MSH Logo - our design strategy
As I mentioned last time, this series of articles will introduce you to some of the features of Monad’s hosting model. Before we get into the details of hosting Monad, though, we need to first lay out our conceptual framework.
Our application is a simple WinForms control. It displays a small triangle (of Logo fame,) and users control movement of the turtle through a small set of commands. The turtle supports the following:
- Pen Up
- Pen Down
- Forward [steps]
- Backward [steps]
- Left [degrees]
- Right [degrees]
- Some facility for looping
- Some facility for functions / routines
We will model this set of commands as closely as we can, giving the Turtle class responsibility for everything but looping and routines.
Also, the turtle leaves a trace on the screen whenever it moves while the pen is down. The .Net Framework already gives us a class to handle the responsibility of being a canvas – via the Graphics class.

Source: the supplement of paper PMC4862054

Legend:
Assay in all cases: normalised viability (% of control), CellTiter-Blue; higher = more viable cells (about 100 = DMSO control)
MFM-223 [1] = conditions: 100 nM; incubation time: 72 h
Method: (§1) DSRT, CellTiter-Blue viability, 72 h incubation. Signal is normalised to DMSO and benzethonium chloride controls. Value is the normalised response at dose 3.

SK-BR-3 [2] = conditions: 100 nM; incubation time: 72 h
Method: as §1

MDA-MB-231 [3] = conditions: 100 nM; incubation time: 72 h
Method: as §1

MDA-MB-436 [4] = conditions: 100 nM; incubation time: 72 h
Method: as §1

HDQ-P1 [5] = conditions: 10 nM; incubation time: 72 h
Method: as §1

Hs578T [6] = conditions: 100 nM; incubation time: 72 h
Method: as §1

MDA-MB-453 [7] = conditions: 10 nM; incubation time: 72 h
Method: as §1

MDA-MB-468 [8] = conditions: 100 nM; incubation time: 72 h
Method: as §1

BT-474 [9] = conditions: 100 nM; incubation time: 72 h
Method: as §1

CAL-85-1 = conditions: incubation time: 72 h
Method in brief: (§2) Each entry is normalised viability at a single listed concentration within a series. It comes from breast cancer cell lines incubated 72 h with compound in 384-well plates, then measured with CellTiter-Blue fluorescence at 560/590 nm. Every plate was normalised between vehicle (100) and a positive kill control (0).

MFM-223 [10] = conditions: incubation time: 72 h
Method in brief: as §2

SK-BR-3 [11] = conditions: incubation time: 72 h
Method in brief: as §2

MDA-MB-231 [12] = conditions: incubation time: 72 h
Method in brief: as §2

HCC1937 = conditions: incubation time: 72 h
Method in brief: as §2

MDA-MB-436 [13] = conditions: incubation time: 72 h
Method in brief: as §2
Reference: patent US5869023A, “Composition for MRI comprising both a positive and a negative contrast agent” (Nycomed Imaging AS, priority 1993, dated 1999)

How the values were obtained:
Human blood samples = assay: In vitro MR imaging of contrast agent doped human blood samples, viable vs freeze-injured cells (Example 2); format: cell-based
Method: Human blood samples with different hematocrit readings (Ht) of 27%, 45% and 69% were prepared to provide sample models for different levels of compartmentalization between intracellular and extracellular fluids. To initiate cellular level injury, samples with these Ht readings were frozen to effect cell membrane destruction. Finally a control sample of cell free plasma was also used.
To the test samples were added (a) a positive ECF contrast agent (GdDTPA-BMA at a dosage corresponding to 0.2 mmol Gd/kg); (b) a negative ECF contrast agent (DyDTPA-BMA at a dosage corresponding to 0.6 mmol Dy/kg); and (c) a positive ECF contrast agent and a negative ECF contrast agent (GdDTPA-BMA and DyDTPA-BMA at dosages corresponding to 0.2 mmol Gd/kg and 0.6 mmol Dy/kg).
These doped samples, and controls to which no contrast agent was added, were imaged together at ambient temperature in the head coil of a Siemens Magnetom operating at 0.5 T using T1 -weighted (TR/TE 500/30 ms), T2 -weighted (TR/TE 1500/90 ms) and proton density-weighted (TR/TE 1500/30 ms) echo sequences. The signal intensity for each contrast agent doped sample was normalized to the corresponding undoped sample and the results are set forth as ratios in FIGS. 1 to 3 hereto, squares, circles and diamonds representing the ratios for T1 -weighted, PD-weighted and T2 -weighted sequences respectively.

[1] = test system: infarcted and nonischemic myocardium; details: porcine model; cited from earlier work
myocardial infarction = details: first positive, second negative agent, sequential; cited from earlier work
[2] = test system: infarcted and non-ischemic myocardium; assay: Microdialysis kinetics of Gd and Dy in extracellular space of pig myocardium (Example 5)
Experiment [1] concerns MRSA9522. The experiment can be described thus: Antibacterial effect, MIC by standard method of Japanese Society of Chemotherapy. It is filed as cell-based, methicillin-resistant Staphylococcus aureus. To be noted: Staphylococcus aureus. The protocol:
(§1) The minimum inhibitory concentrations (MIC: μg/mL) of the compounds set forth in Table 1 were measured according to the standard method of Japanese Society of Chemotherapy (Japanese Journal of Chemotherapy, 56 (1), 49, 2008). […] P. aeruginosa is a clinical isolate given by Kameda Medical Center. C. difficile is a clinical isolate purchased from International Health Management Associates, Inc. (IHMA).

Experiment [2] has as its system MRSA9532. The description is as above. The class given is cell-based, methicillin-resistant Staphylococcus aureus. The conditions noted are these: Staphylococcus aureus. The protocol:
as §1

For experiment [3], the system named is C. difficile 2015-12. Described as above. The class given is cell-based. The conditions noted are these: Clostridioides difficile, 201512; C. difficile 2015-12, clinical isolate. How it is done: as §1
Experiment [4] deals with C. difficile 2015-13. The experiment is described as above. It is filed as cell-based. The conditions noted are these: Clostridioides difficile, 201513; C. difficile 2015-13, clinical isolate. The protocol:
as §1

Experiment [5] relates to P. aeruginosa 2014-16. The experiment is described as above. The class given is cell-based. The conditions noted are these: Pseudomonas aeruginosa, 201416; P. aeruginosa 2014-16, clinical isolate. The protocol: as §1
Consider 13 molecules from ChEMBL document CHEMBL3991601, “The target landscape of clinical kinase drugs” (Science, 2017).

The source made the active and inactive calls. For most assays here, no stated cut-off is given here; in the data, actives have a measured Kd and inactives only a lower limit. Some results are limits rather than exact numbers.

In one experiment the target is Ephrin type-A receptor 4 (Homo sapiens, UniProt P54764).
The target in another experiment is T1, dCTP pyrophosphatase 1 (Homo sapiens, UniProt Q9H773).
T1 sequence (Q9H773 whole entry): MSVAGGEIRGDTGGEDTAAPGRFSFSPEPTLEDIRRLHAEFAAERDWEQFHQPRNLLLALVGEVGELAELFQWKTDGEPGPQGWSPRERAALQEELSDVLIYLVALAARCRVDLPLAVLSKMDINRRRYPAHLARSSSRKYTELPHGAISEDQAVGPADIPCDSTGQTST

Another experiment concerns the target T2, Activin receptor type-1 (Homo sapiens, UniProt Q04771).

That leaves a question – how should we handle interaction between the turtle and the screen? How will we draw the actual lines? To solve that, we’ll provide the Turtle with a reference to the Graphics class. As the turtle moves, it will also be in charge of leaving a trail of ink.
Another option would be to place drawing responsibility with a controller class. Before every command, it could determine the turtle’s position. After every command, it could again determine the turtle’s position. If the turtle’s pen is down, it could draw a line between the two. However, that approach sounds like a case of Feature Envy. The controller spends nearly all of its time muddling with properties of the turtle class. In that case, the turtle should just do the work itself.
So, that’s our general approach. We’ve designed a sturdy object model, and are ready to go implement it. We’ll continue next time by integrating it into a GUI.
[Edit: Monad has now been renamed to Windows PowerShell. This script or discussion may require slight adjustments before it applies directly to newer builds.]